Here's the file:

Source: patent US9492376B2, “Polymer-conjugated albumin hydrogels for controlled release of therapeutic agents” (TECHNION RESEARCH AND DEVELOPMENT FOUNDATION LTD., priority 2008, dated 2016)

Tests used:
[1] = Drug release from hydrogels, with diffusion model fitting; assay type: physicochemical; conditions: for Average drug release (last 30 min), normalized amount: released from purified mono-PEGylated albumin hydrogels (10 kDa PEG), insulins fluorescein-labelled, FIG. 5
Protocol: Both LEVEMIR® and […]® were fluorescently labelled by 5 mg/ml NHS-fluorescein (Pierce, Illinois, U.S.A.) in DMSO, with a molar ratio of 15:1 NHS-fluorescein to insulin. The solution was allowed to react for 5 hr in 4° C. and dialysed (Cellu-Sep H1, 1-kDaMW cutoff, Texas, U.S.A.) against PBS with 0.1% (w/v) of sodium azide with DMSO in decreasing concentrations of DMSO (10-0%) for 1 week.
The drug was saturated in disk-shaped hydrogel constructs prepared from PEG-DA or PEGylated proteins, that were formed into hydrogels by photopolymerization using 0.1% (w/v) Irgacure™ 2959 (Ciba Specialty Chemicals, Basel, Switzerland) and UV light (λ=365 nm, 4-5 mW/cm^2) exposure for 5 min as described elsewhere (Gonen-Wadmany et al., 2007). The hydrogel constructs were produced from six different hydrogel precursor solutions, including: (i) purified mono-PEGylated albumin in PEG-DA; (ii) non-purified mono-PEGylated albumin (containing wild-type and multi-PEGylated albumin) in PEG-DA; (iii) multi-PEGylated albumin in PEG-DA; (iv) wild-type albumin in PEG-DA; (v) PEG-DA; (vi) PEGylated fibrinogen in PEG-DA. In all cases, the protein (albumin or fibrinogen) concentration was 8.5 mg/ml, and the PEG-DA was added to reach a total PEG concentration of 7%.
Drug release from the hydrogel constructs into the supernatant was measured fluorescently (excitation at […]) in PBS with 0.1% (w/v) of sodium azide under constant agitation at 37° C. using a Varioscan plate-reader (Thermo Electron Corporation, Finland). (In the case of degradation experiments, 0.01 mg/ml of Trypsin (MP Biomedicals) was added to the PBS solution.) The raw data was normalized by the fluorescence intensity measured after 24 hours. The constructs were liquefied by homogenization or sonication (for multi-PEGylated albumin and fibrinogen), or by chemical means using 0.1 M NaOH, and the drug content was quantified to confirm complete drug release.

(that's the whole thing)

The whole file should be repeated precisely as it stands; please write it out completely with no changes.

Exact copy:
Source: patent US9492376B2, “Polymer-conjugated albumin hydrogels for controlled release of therapeutic agents” (TECHNION RESEARCH AND DEVELOPMENT FOUNDATION LTD., priority 2008, dated 2016)

Tests used:
[1] = Drug release from hydrogels, with diffusion model fitting; assay type: physicochemical; conditions: for Average drug release (last 30 min), normalized amount: released from purified mono-PEGylated albumin hydrogels (10 kDa PEG), insulins fluorescein-labelled, FIG. 5
Protocol: Both LEVEMIR® and […]® were fluorescently labelled by 5 mg/ml NHS-fluorescein (Pierce, Illinois, U.S.A.) in DMSO, with a molar ratio of 15:1 NHS-fluorescein to insulin. The solution was allowed to react for 5 hr in 4° C. and dialysed (Cellu-Sep H1, 1-kDaMW cutoff, Texas, U.S.A.) against PBS with 0.1% (w/v) of sodium azide with DMSO in decreasing concentrations of DMSO (10-0%) for 1 week.
The drug was saturated in disk-shaped hydrogel constructs prepared from PEG-DA or PEGylated proteins, that were formed into hydrogels by photopolymerization using 0.1% (w/v) Irgacure™ 2959 (Ciba Specialty Chemicals, Basel, Switzerland) and UV light (λ=365 nm, 4-5 mW/cm^2) exposure for 5 min as described elsewhere (Gonen-Wadmany et al., 2007). The hydrogel constructs were produced from six different hydrogel precursor solutions, including: (i) purified mono-PEGylated albumin in PEG-DA; (ii) non-purified mono-PEGylated albumin (containing wild-type and multi-PEGylated albumin) in PEG-DA; (iii) multi-PEGylated albumin in PEG-DA; (iv) wild-type albumin in PEG-DA; (v) PEG-DA; (vi) PEGylated fibrinogen in PEG-DA. In all cases, the protein (albumin or fibrinogen) concentration was 8.5 mg/ml, and the PEG-DA was added to reach a total PEG concentration of 7%.
Drug release from the hydrogel constructs into the supernatant was measured fluorescently (excitation at […]) in PBS with 0.1% (w/v) of sodium azide under constant agitation at 37° C. using a Varioscan plate-reader (Thermo Electron Corporation, Finland). (In the case of degradation experiments, 0.01 mg/ml of Trypsin (MP Biomedicals) was added to the PBS solution.) The raw data was normalized by the fluorescence intensity measured after 24 hours. The constructs were liquefied by homogenization or sonication (for multi-PEGylated albumin and fibrinogen), or by chemical means using 0.1 M NaOH, and the drug content was quantified to confirm complete drug release.